Both Maglio's (1973) and Beden's (1979) monographs were primarily concerned with specimen and species identification. Character evolution was determined by identifying an ancestor from the older fossils from which the evolution of more recent elephants could be deduced. The material recovered from late Miocene and early Pliocene African localities seemed to be the key to the origin of the family. Preoccupation with an ancestral morphotype, and the progressive development of characters from this morphotype to the extant elephants has resulted in a preoccupation with anagenetic trends. Subsequent to Maglio (1973), species and subspecies have been defined based on their position within these trends, rather than based on the morphological characteristics that they share or do not share with other species. As a result, traditional systematic methods have been unable to distinguish between homoplasies (which occur in parallel in all lineages of elephants), plesiomorphies, and synapomorphies.
Unfortunately, this emphasis on identification led to inconsistent use of terminology, character descriptions, and measurement methods. Many of the similarities in morphology among fossil elephants were based on plesiomorphic characters. Loxodonta has long been thought to represent the ancestral condition for the family, and yet many similarities have been observed between this genus and several late Pleistocene taxa in Europe (Todd, 1997). Unrelated species were grouped together based on superficial resemblances that were the result of parallel evolution or retention of ancestral characters (Maglio 1973). This is further complicated by the widespread parallel evolution that has occurred in all three lineages, Elephas, Mammuthus, and Loxodonta.
There have been few attempts to examine the relationships of species within the Elephantinae through character-based analysis. Tassy (1988, 1990), Tassy and Darlu (1986, 1987), and Kalb and Mebrate (1993) have examined the Order Proboscidea and/or the Suborder Elephantoidea using cladistic methods. Tassy (1988, 1990) and Tassy and Darlu (1986, 1987) have analyzed the relationships within the Proboscidea, particularly the relationships of tetralophodont-grade elephantoids to each other and to the Elephantidae. In his discussion of phylogeny and classification of the Proboscidea, Tassy (1990) reviews previous classifications and examines the relationships within the order using parsimony. His cladogram of the Proboscidea is resolved except for node 13 (the Elephantoidea defined as including the Mammutidae, Ambelodontidae, “gomphotheres,” Choerolophodon, Stegodontidae, and the Elephantidae). This is the crucial node for the origin of the elephantines (Stegodibelodon, Primelephas, Loxodonta, Mammuthus, and Elephas), and suggests that the origin of the Elephantidae is not as simple as may have been previously thought.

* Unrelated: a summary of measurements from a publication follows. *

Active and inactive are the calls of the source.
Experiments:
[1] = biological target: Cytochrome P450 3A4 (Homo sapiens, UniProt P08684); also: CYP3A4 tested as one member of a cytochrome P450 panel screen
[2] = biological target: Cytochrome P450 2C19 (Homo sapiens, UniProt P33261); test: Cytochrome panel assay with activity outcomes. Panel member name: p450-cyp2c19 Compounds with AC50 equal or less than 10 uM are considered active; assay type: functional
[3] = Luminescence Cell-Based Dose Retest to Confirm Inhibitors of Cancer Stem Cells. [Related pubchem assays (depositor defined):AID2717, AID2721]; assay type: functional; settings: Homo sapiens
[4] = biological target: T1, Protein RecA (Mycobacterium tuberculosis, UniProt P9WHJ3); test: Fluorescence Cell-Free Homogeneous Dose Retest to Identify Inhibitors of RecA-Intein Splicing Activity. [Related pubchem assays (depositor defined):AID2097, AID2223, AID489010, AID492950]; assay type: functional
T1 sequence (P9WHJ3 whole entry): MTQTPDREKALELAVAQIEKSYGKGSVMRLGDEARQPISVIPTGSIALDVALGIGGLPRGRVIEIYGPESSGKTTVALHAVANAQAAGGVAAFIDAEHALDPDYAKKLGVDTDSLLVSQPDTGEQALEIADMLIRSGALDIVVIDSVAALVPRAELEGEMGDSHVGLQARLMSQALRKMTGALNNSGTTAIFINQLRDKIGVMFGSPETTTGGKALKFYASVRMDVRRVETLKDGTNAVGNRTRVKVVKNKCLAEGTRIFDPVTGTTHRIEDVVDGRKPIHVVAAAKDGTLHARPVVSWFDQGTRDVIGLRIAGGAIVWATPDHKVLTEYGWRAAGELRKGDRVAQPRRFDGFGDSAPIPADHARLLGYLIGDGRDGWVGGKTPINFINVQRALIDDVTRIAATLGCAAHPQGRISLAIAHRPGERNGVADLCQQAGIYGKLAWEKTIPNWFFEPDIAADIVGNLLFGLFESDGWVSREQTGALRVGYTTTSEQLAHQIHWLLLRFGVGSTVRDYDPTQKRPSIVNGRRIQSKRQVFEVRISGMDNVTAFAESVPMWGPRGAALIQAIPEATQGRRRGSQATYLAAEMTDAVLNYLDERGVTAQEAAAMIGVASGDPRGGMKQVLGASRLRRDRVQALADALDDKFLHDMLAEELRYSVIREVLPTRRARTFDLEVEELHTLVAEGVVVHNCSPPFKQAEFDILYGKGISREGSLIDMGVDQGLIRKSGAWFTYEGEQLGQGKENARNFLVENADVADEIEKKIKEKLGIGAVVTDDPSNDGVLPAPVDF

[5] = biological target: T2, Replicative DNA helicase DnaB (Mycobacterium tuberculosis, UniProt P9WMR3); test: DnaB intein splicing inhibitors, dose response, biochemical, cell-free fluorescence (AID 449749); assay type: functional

Previous research has been aimed at determining the probable ancestor of the family Elephantidae, the relationships of the sister groups Stegodontidae and Gomphotheriidae to the Elephantidae, and the status of the paraphyletic “gomphothere” group. As a result, many of the characters used in these analyses are too generalized to distinguish between species within the Elephantidae. The Elephantidae are included in these analyses at the generic level only, and no study of the species relationships within the family has been done.
Kalb and Mebrate (1993) analyzed characters at the generic level in African elephants, using proboscidean specimens from the Middle Awash, Ethiopia. This is the only recent study which focuses on dental characters of African Elephantidae using character-based analysis. They separate a “Loxodonta Group” from Loxodonta adaurora and discuss the relationships of both Loxodonta clades to a Primelephas-Mammuthus-Elephas clade. They grouped Primelephas with Mammuthus and Elephas based on synapomorphies (concave-concave enamel loops on lower molars, single posterior column). Twin posterior columns in Loxodonta adaurora and convex-concave enamel loops in the Loxodonta Group separate these two groups from the Primelephas-Mammuthus-Elephas clade (Kalb and Mebrate, 1993). The presence of a prominent posterior column which is completely isolated in unworn molars in these species reflects the ancestral “trefoil” pattern from a gomphothere ancestor, and thus explains the direction of the development of the median loop (Kalb and Mebrate, 1993).
Study of the morphology of the extant species (Loxodonta africana and Elephas maximus) provides the basis for a more rigorous analysis of the characters used to define fossil species and subspecies of Elephas, Loxodonta and potentially Mammuthus (Todd, 2009). The goal of this article is to present a cladistic analysis of the Elephantidae based on a new, descriptive cranial-dental character dataset, and to suggest a new phylogenetic scheme for the family.
MATERIALS AND METHODS
Species and Specimens